No one expects their vehicle to overheat during their daily commute. It can happen at any time for a variety of reasons, but there are things you can do to effectively handle the situation and stay safe in the process.
If your vehicle's engine is overheating, it's important to pull over as soon as it's safe to do so. Many times, the driver will not have the resources to do anything about it. In this situation, you should turn off your vehicle and make the call to have your vehicle towed to a reputable repair shop. Even one instance of an engine overheating may be severe enough to cause permanent engine damage.
While we do not recommend it, you may be able to buy some time to get off the road by turning on the cabin heater, as this feature pulls its heat directly from the engine. This is a very short term and commonly known solution. Unfortunately, this is not always the solution to the current issue, as there are some overheating problems that are not mitigated by doing this.
The best way to cool down your engine is to turn it off and wait.
If there is steam emanating from under the vehicle's hood, it is not recommended that you should try to open it. It typically takes at least 30 minutes for a hot engine to cool down. More importantly, you should never open the radiator cap while the engine is hot. The coolant inside the radiator is very hot and under a lot of pressure, opening the radiator cap of a hot engine can cause severe burns to yourself and others around you. Leaving the system closed until the vehicle fully cools may actually be better for your engine as well.
What Are the Warning Signs?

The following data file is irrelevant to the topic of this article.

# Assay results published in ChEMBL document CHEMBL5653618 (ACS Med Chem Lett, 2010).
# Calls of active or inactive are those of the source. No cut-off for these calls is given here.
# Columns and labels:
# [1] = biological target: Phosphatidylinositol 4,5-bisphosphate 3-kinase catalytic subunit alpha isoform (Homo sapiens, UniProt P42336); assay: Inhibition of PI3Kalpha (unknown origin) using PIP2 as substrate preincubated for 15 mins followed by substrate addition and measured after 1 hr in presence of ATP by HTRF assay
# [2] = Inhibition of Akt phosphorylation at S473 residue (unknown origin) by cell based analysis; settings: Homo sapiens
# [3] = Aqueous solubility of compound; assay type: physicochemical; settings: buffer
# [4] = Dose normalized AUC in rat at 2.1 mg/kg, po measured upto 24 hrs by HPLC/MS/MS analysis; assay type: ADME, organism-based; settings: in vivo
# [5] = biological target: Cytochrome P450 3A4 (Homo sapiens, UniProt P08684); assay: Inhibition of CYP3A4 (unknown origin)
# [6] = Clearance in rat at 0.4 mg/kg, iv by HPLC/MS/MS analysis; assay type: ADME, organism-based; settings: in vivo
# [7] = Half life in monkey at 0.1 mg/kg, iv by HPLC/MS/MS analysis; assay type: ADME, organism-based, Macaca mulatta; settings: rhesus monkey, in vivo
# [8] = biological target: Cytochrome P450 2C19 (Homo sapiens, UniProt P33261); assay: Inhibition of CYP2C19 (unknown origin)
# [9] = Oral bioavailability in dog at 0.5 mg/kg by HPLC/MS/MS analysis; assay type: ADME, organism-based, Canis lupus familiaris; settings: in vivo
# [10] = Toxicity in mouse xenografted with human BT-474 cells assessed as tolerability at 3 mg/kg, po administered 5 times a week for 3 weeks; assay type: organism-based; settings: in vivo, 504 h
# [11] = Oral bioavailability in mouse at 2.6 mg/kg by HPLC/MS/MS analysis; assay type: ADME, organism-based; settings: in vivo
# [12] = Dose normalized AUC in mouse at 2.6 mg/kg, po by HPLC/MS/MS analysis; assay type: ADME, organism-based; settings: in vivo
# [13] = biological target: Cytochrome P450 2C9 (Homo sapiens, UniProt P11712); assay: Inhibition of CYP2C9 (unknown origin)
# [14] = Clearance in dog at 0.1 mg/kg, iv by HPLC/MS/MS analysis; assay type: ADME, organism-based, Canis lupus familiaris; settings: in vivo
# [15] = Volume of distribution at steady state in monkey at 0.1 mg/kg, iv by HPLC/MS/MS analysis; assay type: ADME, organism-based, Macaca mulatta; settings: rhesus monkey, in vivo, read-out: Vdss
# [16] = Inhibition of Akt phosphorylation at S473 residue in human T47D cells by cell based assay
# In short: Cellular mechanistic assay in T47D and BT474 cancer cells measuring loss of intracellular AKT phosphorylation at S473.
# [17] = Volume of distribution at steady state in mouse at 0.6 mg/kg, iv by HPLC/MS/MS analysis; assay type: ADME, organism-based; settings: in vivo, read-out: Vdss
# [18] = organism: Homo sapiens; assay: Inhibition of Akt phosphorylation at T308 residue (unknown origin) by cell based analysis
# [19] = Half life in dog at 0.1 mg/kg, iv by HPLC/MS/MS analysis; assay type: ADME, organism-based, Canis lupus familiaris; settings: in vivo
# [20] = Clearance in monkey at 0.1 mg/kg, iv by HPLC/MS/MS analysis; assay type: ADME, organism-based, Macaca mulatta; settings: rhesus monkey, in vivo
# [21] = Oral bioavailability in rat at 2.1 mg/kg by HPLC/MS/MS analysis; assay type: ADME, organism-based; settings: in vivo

There are several symptoms of an overheating engine that come long before a steaming radiator. In winter months, your cabin heater not getting warm may indicate that the engine's thermostat is malfunctioning or that coolant may be running low. A quick glance at the temperature gauge can also be telling. Your vehicle's temperature gauge should almost always indicate engine temperature below or around the center of the gauge. While a slightly higher than normal temperature can be cause for a little concern, activation of the vehicle's temperature warning light or a sudden burst of steam from under the hood is a sign that something is very seriously wrong.
What Are Some Preventative Measures?
Why do vehicles overheat? Most commonly, low coolant in the engine is the cause. Thankfully this can be alleviated by regular maintenance. Regular maintenance doesn't always mean bringing your vehicle into a shop. Simply learning how to check your fluid levels and conditions is an essential skill every vehicle owner should be privy to. Your cooling system, for example, includes a plastic tank under the hood with a marker for minimum coolant level. Topping this off is as easy as popping the cap and filling it to the recommended level.
However, there are other reasons your vehicle may overheat. Regular inspection of your vehicle's cooling system should be part of your maintenance schedule. Older vehicles typically need more maintenance, from replacing old coolant or engine belts, to leaking hoses that can reduce the efficiency of the vehicle's water pump.
Most coolant should last around 100k miles, but the manufacturer's recommended maintenance schedule should supersede this, especially for older vehicles. A qualified technician will be able to tell you with certainty when it's time for something to be replaced or repaired.
If anyone could accurately predict when a vehicle is going to overheat, that person would likely be more wealthy than you or I. However, keeping up with preventative maintenance and knowing what to do if it happens to your vehicle may help to avoid expensive repairs further down the road.